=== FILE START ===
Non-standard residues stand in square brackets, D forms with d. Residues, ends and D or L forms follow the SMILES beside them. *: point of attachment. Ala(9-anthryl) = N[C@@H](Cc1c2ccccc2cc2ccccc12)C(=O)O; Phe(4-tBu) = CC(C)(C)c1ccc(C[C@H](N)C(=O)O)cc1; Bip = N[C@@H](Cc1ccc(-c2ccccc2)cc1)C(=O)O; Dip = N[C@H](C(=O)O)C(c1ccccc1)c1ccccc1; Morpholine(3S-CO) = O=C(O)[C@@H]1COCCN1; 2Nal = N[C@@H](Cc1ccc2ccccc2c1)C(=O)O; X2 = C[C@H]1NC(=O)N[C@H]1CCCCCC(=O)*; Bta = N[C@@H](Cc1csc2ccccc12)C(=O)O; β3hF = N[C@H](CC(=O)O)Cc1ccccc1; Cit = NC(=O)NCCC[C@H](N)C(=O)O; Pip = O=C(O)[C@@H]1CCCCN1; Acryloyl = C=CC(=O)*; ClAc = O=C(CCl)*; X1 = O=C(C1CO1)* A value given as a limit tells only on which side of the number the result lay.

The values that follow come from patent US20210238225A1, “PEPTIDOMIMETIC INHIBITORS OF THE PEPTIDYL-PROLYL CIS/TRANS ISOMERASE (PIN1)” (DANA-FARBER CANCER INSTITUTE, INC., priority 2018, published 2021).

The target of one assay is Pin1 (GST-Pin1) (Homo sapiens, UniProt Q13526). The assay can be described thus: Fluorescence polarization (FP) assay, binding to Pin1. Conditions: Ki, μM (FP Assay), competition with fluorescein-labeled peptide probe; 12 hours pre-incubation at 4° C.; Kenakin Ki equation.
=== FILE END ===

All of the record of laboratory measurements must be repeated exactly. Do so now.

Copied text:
Non-standard residues stand in square brackets, D forms with d. Residues, ends and D or L forms follow the SMILES beside them. *: point of attachment. Ala(9-anthryl) = N[C@@H](Cc1c2ccccc2cc2ccccc12)C(=O)O; Phe(4-tBu) = CC(C)(C)c1ccc(C[C@H](N)C(=O)O)cc1; Bip = N[C@@H](Cc1ccc(-c2ccccc2)cc1)C(=O)O; Dip = N[C@H](C(=O)O)C(c1ccccc1)c1ccccc1; Morpholine(3S-CO) = O=C(O)[C@@H]1COCCN1; 2Nal = N[C@@H](Cc1ccc2ccccc2c1)C(=O)O; X2 = C[C@H]1NC(=O)N[C@H]1CCCCCC(=O)*; Bta = N[C@@H](Cc1csc2ccccc12)C(=O)O; β3hF = N[C@H](CC(=O)O)Cc1ccccc1; Cit = NC(=O)NCCC[C@H](N)C(=O)O; Pip = O=C(O)[C@@H]1CCCCN1; Acryloyl = C=CC(=O)*; ClAc = O=C(CCl)*; X1 = O=C(C1CO1)* A value given as a limit tells only on which side of the number the result lay.

The values that follow come from patent US20210238225A1, “PEPTIDOMIMETIC INHIBITORS OF THE PEPTIDYL-PROLYL CIS/TRANS ISOMERASE (PIN1)” (DANA-FARBER CANCER INSTITUTE, INC., priority 2018, published 2021).

The target of one assay is Pin1 (GST-Pin1) (Homo sapiens, UniProt Q13526). The assay can be described thus: Fluorescence polarization (FP) assay, binding to Pin1. Conditions: Ki, μM (FP Assay), competition with fluorescein-labeled peptide probe; 12 hours pre-incubation at 4° C.; Kenakin Ki equation.